The Forest Service is proposing to open an additional 1,144 acres of the Tongass National Forest to harvesting of young-growth timber, opening a debate about where the transition away from old-growth timber should be focused.
In a proposed amendment to the forest management plan for the Tongass — the nation’s biggest national forest at nearly 17 million acres — the agency said it would allow more harvesting of young growth on a landscape known as moderate-vulnerability karst, which is typically underlain by a soluble rock like limestone.
Moderate-vulnerability karst doesn’t have caves or sinkholes — which are typically found in high-vulnerability karst landscapes — and the Forest Service said those areas can handle management activities such as timber harvesting. In addition, the agency said, regulations have been written in an inconsistent way that would allow cutting of trees in those locations if they were old growth.
“Analysis of old-growth harvest on moderate vulnerability karst has demonstrated that the standards in place were sufficient to maintain the natural processes and productivity of karst lands. This amendment will align the standards for young-growth and old-growth harvest on moderate vulnerability karst,” the Forest Service said in a news release.
Tongass Forest Supervisor Earl Stewart outlined the proposal in a Feb. 1 “Need for Change Determination” posted with the public notice and news release.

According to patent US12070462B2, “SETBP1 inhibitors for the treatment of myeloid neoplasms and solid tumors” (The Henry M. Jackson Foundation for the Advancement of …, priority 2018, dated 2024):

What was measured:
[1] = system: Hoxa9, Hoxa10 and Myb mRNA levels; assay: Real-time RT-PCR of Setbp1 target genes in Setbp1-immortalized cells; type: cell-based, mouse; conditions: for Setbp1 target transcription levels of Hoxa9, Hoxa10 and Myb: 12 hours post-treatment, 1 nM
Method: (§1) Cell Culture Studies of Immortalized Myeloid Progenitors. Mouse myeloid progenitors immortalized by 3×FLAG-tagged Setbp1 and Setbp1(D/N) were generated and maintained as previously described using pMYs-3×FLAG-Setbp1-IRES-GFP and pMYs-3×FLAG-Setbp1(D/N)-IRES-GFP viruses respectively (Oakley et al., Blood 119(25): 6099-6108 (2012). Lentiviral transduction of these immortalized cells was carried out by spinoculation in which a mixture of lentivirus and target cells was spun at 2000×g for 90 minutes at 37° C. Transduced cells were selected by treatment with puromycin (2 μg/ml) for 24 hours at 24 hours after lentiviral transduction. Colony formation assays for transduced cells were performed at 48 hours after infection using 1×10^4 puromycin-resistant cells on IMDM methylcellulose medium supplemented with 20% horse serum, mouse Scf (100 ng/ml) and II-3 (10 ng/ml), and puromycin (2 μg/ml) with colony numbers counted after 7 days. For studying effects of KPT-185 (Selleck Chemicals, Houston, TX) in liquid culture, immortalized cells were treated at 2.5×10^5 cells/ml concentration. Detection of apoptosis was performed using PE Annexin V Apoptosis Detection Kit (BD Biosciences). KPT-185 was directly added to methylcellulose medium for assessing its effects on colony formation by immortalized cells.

Although 1,144 more young-growth acres would be available for harvest, cutting won’t necessarily happen on all of it, the Forest Service said. Timber projects are subject to review on a case-by-case basis.
But the Forest Service said the proposal, open for public comment for 30 days, would speed the transition away from old growth and to younger trees, a top priority among conservation groups. The speed of that transition remains a point of debate within the federal government, including in Congress, where Sen. Lisa Murkowski (R-Alaska) has urged a cautious approach that protects timber interests.
Some environmental groups say the transition can happen faster than the Forest Service predicts and without going into karst areas that may be environmentally sensitive. Many karst lands in the Tongass were cut decades ago, and the resulting young growth could eventually become old growth, said Dominick DellaSala, president and chief scientist at the Geos Institute in Ashland, Ore., which is pushing for a quicker transition.
DellaSala told E&E News that the surveys he and colleagues have done in the Tongass indicate the Forest Service doesn’t need to tap the karst areas to achieve a faster transition as soon as 2020. That faster transition can be reached with small-scale old-growth harvesting for specialty wood in the interim, he said. Karst sites are ecologically productive and fragile areas, he added.
“The Tongass needs to be managed for its most important resources — old forests, productive sites,” DellaSala said. “These are anchoring the entire region, including the subsistence and recreation economies that produce far more jobs than the 100 or so logging jobs.”
Geos Institute depends on the generous support of caring people who believe we can and must do a better job addressing climate change for our children and those who will follow.